Welcome to Monoskop, a wiki for collaborative studies of the arts, media and humanities.
Monoskop is a repertory of the possible; a repository of things to be read, reviewed, replicated, reenacted, reinvented and put to rest again.
This page shows a selection of the latest additions to the website. For more detailed overview see the Recent, Contents, Index and Media library sections. Updates are also being posted on Twitter and Facebook.
Monoskop supports the open letter In solidarity with Library Genesis and Sci-Hub.
“The way we conceive the human today is particularly affected by the shifts in media technology during the 20th century. Affect emerges as the new liminal concept that renders the body compatible in novel ways with the technology and politics of media. By ways of a relational reorganization the organic end technological life is condensed in a new, intense way to an ecology of affects.”
Translated by Gerrit Jackson
Preface by Felicity Colman
Publisher meson.press, Lüneburg, Apr 2017
Creative Commons BY-SA 4.0 International License
“The smart world. Created by policymakers, the advertising world, creative industries, and persuasive UX-designers that portray to us a world of shiny brand new technologies, apps that solve all our daily problems and smart cities collecting big data that will eventually solve all the problems of human kind. If we take a slightly more critical look at our smart world, though, our shiny gadgets become obsolete faster than ever, turning into toxic e-waste; our apps and smart cities have turned into an effective all-encompassing surveillance apparatus, and we have no idea who is collecting our data, who accesses it, and where it is stored. There may be issues that the smart world can solve, but at the same time, it raises new problems concerning data breaches, data privacy, data ownership and electronic waste. In this publication researchers and artists unfold some of these issues in three parts: Saving Data, Deleting Data and Resurfacing Data. Each part begins with theoretical texts that address some of the concerns, followed by strategies of artists and activists that expose problematic power structures.” (from the Introduction)
Essays by Fieke Jansen (Tactical Tech), Ivar Veermäe, Emilio Vavarella, Leo Selvaggio, Marloes de Valk, Research Team “Times of Waste”, Stefan Tiefengraber, Michael Sonntag; interviews with Audrey Samson and Michaela Lakova.
Edited by Linda Kronman and Andreas Zingerle (KairUs)
Publisher servus.at, Graz, 2015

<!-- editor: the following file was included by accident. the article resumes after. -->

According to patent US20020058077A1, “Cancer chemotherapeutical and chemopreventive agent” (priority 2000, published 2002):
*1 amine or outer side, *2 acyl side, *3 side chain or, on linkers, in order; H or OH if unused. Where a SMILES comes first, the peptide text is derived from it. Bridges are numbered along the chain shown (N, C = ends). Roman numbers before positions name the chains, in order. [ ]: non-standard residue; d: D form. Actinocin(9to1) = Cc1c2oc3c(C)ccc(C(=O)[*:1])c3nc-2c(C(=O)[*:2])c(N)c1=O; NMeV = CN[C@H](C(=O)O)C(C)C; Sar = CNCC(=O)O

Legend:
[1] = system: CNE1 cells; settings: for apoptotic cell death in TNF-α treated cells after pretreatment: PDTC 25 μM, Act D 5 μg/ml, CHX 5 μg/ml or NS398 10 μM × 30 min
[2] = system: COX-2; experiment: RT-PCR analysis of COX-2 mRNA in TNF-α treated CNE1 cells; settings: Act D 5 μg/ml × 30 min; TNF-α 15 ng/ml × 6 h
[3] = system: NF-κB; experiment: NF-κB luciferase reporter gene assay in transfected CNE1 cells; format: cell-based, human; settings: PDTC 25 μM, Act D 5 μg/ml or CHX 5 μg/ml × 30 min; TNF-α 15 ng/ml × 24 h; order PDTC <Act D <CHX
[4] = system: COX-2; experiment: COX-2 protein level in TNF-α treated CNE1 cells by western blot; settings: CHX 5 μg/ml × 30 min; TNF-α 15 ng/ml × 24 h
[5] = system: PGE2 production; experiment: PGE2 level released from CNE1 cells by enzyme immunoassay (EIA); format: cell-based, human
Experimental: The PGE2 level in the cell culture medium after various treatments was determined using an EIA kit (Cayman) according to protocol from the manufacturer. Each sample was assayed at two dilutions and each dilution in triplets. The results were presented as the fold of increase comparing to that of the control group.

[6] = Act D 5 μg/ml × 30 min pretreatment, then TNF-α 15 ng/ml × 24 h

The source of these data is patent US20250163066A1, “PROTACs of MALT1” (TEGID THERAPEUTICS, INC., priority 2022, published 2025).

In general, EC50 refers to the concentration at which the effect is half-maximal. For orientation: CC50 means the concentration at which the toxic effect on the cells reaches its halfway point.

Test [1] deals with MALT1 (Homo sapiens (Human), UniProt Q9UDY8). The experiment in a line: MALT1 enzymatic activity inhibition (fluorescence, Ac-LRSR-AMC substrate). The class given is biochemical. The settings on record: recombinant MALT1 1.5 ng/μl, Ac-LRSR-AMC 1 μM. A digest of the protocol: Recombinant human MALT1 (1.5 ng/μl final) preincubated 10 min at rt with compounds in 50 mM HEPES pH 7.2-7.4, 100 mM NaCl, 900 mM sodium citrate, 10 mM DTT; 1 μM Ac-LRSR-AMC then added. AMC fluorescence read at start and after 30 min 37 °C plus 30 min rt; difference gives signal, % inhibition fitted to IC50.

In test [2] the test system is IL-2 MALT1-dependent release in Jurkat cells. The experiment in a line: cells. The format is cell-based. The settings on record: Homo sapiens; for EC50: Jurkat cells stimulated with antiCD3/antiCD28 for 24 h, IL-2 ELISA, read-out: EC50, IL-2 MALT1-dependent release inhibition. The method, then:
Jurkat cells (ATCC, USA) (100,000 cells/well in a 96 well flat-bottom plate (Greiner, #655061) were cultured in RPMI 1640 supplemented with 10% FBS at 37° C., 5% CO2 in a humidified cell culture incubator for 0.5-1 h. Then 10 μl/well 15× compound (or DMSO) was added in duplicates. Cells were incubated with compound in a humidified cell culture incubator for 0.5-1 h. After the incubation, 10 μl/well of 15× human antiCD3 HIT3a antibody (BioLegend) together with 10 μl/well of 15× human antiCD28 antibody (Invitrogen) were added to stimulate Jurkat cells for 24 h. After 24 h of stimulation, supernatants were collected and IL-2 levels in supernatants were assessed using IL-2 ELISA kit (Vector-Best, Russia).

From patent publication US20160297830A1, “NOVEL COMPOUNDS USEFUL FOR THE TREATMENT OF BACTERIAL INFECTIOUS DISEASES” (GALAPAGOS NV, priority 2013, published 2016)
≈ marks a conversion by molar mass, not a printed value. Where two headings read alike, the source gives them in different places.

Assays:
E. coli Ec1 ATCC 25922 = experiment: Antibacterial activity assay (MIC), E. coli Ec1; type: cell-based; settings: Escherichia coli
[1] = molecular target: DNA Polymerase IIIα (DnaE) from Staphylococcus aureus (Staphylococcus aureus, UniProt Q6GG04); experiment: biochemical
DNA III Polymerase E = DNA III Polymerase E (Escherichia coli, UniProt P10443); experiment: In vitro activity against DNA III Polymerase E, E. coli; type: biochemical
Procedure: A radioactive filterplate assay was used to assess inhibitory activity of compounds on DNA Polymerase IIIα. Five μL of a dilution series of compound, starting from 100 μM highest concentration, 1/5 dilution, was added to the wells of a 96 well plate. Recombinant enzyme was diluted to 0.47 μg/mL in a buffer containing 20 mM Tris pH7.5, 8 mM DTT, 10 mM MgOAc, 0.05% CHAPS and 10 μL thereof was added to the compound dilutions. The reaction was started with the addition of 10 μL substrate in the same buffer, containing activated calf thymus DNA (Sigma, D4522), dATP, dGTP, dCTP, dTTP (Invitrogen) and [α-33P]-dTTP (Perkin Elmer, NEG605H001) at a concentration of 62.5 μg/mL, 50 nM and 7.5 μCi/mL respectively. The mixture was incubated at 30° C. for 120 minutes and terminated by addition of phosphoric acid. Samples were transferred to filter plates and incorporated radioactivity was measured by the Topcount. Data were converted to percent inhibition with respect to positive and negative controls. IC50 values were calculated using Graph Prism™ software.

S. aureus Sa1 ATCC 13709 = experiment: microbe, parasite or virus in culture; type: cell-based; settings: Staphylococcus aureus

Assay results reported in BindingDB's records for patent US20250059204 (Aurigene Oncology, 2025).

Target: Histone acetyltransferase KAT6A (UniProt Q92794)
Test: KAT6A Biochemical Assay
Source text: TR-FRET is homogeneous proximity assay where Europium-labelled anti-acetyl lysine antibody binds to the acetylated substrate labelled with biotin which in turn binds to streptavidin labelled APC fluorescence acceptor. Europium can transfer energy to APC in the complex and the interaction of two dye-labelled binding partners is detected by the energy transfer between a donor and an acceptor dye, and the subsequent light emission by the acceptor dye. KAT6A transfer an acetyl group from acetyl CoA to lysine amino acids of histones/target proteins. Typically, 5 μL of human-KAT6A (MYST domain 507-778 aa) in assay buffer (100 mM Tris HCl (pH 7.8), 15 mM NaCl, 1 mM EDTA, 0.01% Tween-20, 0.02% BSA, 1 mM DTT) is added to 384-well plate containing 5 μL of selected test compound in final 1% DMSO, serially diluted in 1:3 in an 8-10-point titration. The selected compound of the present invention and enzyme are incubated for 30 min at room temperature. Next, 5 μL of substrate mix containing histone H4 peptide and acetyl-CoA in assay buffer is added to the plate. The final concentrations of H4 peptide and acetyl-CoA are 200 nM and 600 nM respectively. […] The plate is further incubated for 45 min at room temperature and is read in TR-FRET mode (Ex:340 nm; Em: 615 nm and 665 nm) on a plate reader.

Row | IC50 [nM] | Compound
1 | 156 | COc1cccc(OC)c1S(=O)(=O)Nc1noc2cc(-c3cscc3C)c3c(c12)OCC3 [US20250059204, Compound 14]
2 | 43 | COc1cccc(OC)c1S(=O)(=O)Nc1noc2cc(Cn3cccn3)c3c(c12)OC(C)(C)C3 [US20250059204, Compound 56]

Creative Commons BY-SA 4.0 International License
Review: Aurelio Cianciotta (Neural).
A publication released in connection with the exhibition Archive Has Left the Building, the third iteration of The Gutenberg Galaxy at Blaker (2013-15), which takes as its point of departure the archive of the artist Guttorm Guttormsgaard, a collection of tens of thousands of objects he has collected with the intention of “documenting necessary impulses to keep one’s spirits up.” The archive is located in a former dairy in Blaker, a village 40 km northeast of Oslo. Guttormsgaard has referred to the printed book as a model for his own artistic practice. The project aims to reimagine the book today.
Contributions by Matthew Fuller, Scandinavian Institute for Computational Vandalism (SICV), Ellef Prestsæter, Karin Nygård, Institutt for Degenerert Kunst.
Edited by Karin Nygård and Ellef Prestsæter
Publisher Rett Kopi, Blaker, 2017
“Flash + Cube (1965-1975) is an artist’s book about the Sylvania flashcube — the space-aged, flash photography device, revolutionary in 1965 and nearly obsolete by 1975. Assembled from a wide range of archival materials — a “terrorist letter,” G.I. photographs from Vietnam, Sylvania flashcube advertisements, as well as Long’s photographs and photomontages—the book explores the links between light, war, history and photography.
Apart from its circulation as a novelty item online, the flashcube is largely forgotten. The history of photographic flash is also often relegated to a footnote and is strikingly under-analyzed. Yet flash’s blinding effects and military genealogy, and the flashcube’s precise contemporaneity with the war in Vietnam make this a rich analytical object with which to reflect on the cultural, political and economic imperatives of its moment. As Long’s deft work with this archive shows, the flashcube is good to think with.”
Publisher Punctum Books, New York, 2012
ISBN 9780615624426, 0615624421
Review: Anna McCarthy (Social Text, 2012).
“The living handbook of narratology (LHN) is based on the Handbook of Narratology, first published by Walter de Gruyter in 2009. As an open access publication, it makes available all of the 32 articles contained in the original print version—and more: the LHN offers the additional functionality of electronic publishing including full text search facility, one-click-export of reference data and digital humanities tools for text analysis.
The LHN continuously expands its original content base by adding new articles on concepts and theories fundamental to narratology and to the study of narrative in general. It offers registered narratologists the opportunity to comment on existing articles, suggest additions or corrections, and submit new articles to the editors.”
Edited by Peter Hühn, John Pier, Wolf Schmid and Jörg Schönert
Publisher Hamburg University Press, 2009
HT Dennis Tenen